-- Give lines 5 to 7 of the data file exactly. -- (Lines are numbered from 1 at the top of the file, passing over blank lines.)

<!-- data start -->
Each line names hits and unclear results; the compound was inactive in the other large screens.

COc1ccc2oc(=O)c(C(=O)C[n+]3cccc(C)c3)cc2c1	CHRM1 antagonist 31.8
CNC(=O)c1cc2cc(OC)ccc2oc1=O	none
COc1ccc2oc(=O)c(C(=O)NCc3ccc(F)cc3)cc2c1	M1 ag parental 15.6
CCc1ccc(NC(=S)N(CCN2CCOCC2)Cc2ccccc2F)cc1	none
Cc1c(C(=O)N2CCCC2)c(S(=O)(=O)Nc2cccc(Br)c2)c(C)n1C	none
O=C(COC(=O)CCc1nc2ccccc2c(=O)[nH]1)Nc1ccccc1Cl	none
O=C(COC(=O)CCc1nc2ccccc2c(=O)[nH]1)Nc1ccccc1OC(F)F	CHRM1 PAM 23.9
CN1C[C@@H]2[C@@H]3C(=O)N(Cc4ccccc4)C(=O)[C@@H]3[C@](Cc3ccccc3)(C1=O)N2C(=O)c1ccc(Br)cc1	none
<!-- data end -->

CCc1ccc(NC(=S)N(CCN2CCOCC2)Cc2ccccc2F)cc1	none
Cc1c(C(=O)N2CCCC2)c(S(=O)(=O)Nc2cccc(Br)c2)c(C)n1C	none
O=C(COC(=O)CCc1nc2ccccc2c(=O)[nH]1)Nc1ccccc1Cl	none